Ah, facial massage. Daunting, and probably a little confusing, but when done right, tremendously helpful. As someone who suffers from facial bloating if I've indulged too much, or let's be real, have been eating way too much salt, this skin-care technique can be tremendously helpful.
But most people, myself included, don't know what to do beyond aimlessly massaging their visage. Turns out, there's a technique — a good one.
I realized this while getting one of the most spectacular facials ever: The Elemis Biotec Facial at Georgia Louise Spa in NYC. I had to know more, so I reached out to Georgia Louise, Elemis' Consulting Facialist, to find out just what techniques I should be using and why facial massage should be a more integral part of my routine.
Most of us don't practice facial massage, but we have most likely received it in a facial. Those more practiced hands that are giving you the facial can help drain away tension and fluid in your face (hello, teethgrinders), as well as lift and sculpt your muscles — and the result is more radiant skin.
Georgia Louise explains, "If we sat and thought about how many of the muscles we use in our face in just a few hours, you’d be shocked. People regularly treat their bodies to a massage because of pain or stiffness, but not everyone views their face the same way."
So what can one expect from a massage that specifically targets the face? Louise says that benefits include an immediate increase in blood and oxygen flow, which in the long term increases collagen production, and therefore a youthful glow. If one were to get a facial at the Georgia Louise Spa, the massage would, according to Louise, awaken the skin so that it can respond better to the products being used.
And why does the skin need to be woken up? Well, it may be our largest organ, but according to Louise, it can also be our laziest. That increase of blood and oxygen flow due to a facial massage literally makes your skin more awake, so it is more susceptible to the full effects of your treatment. How cool is that?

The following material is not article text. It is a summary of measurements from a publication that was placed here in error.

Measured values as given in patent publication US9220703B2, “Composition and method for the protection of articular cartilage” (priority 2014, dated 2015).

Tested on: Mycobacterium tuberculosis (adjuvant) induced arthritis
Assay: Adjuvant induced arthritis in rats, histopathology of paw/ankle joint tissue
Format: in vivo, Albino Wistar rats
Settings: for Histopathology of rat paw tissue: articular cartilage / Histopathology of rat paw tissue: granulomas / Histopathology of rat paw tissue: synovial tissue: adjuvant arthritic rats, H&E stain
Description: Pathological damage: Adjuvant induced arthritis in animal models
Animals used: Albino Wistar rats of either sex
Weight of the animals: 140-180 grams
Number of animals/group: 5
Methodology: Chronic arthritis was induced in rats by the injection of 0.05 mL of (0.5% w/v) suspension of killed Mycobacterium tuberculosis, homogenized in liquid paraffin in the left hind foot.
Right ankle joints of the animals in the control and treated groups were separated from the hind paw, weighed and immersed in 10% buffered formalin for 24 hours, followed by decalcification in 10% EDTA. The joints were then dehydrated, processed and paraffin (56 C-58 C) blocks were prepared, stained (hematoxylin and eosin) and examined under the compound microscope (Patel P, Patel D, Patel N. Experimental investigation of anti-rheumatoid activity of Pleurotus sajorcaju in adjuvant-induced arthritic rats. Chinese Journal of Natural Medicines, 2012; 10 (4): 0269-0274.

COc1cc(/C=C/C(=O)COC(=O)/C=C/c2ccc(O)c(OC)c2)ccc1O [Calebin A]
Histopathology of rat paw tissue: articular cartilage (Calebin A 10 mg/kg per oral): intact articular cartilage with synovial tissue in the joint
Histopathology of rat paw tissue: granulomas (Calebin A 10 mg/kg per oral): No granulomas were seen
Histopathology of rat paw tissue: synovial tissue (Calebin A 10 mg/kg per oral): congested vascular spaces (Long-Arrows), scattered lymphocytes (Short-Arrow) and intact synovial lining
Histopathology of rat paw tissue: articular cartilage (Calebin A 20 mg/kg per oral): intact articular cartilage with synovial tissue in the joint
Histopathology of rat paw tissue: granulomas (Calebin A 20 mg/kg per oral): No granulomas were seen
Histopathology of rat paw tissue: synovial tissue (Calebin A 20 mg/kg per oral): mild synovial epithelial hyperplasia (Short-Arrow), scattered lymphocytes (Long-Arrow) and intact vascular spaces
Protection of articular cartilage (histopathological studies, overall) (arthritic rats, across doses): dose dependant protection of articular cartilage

That's in the immediate future. But what about long-term results from practicing or receiving a facial massage? Louise tells us, "Facial massage speeds up our circulation, allowing for skin to heal and repair itself from the damage and traumas we put it through on a daily basis a lot quicker."
Futhermore, if you suffer from puffiness, like I do, the light flowing touch of a drainage massage will flush out congestion. And these light, gentle strokes? They also work magic for someone who is suffering from congestion due to allergies, which I'm pretty sure is all of us RN.
What are some techniques that you can use at home, if you can't make the trip to get a facial at the Georgia Louise Spa? I'm glad you asked. Here are some techniques that Georgia suggests:
1. You always want to use lifting movements especially along the neck and jaw line area.
2. Soft effleurage movements inwards and outwards will ensure smoothing of any wrinkles and fine lines.
3. Working across the face, slowly rolling the palm of the hands flat starting at the forehead, working down to the cheeks and rolling up the neck
Pressure point massage is ideal for anyone who suffers with tension headaches or sinus problems
1. Using your ring finger, apply firm pressure from the start of the brow working outwards, holding each pressure for 5-10 seconds.
2. Then, working outwards under the eyes, apply a medium pressure to the temples and a pressure to the back of the ears by the ear lobe.
3. Repeat this 3 to 4 times.
Lastly, according to Louise, you should practice facial massage at a minimum 3 times a week to boost your circulation and soften any tension that you are carrying in your face. Check out the video below for further facial massage techniques, and then go forth and get rid of tension and bloat!